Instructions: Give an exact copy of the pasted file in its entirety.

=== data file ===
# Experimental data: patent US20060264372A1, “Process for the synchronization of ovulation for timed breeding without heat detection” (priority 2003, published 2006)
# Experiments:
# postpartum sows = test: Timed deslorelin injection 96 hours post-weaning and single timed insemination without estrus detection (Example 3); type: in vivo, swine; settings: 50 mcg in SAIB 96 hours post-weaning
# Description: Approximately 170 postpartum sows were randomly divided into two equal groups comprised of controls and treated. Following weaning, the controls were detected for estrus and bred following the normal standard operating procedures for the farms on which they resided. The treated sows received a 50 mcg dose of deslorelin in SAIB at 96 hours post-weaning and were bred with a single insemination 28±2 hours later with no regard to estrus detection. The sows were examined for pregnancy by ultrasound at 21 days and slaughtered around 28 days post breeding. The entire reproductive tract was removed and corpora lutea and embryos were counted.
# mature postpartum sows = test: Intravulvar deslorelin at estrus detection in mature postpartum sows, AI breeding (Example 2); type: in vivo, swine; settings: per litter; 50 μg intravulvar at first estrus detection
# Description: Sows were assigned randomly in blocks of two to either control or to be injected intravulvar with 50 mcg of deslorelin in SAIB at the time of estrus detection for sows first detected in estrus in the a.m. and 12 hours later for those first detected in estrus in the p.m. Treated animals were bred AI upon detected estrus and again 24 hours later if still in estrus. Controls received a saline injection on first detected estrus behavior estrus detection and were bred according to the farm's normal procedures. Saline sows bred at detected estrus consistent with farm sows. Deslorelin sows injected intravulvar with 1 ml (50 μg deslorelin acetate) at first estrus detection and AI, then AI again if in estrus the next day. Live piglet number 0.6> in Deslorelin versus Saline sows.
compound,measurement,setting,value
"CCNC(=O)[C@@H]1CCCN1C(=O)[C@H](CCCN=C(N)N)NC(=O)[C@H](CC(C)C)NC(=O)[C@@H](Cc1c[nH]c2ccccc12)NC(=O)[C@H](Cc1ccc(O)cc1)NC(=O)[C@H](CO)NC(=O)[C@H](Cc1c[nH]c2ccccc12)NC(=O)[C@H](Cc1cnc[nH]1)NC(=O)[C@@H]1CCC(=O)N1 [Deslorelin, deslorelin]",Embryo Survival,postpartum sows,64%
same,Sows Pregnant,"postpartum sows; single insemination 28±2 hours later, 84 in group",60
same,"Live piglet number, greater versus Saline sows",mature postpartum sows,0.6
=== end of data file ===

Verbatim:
# Experimental data: patent US20060264372A1, “Process for the synchronization of ovulation for timed breeding without heat detection” (priority 2003, published 2006)
# Experiments:
# postpartum sows = test: Timed deslorelin injection 96 hours post-weaning and single timed insemination without estrus detection (Example 3); type: in vivo, swine; settings: 50 mcg in SAIB 96 hours post-weaning
# Description: Approximately 170 postpartum sows were randomly divided into two equal groups comprised of controls and treated. Following weaning, the controls were detected for estrus and bred following the normal standard operating procedures for the farms on which they resided. The treated sows received a 50 mcg dose of deslorelin in SAIB at 96 hours post-weaning and were bred with a single insemination 28±2 hours later with no regard to estrus detection. The sows were examined for pregnancy by ultrasound at 21 days and slaughtered around 28 days post breeding. The entire reproductive tract was removed and corpora lutea and embryos were counted.
# mature postpartum sows = test: Intravulvar deslorelin at estrus detection in mature postpartum sows, AI breeding (Example 2); type: in vivo, swine; settings: per litter; 50 μg intravulvar at first estrus detection
# Description: Sows were assigned randomly in blocks of two to either control or to be injected intravulvar with 50 mcg of deslorelin in SAIB at the time of estrus detection for sows first detected in estrus in the a.m. and 12 hours later for those first detected in estrus in the p.m. Treated animals were bred AI upon detected estrus and again 24 hours later if still in estrus. Controls received a saline injection on first detected estrus behavior estrus detection and were bred according to the farm's normal procedures. Saline sows bred at detected estrus consistent with farm sows. Deslorelin sows injected intravulvar with 1 ml (50 μg deslorelin acetate) at first estrus detection and AI, then AI again if in estrus the next day. Live piglet number 0.6> in Deslorelin versus Saline sows.
compound,measurement,setting,value
"CCNC(=O)[C@@H]1CCCN1C(=O)[C@H](CCCN=C(N)N)NC(=O)[C@H](CC(C)C)NC(=O)[C@@H](Cc1c[nH]c2ccccc12)NC(=O)[C@H](Cc1ccc(O)cc1)NC(=O)[C@H](CO)NC(=O)[C@H](Cc1c[nH]c2ccccc12)NC(=O)[C@H](Cc1cnc[nH]1)NC(=O)[C@@H]1CCC(=O)N1 [Deslorelin, deslorelin]",Embryo Survival,postpartum sows,64%
same,Sows Pregnant,"postpartum sows; single insemination 28±2 hours later, 84 in group",60
same,"Live piglet number, greater versus Saline sows",mature postpartum sows,0.6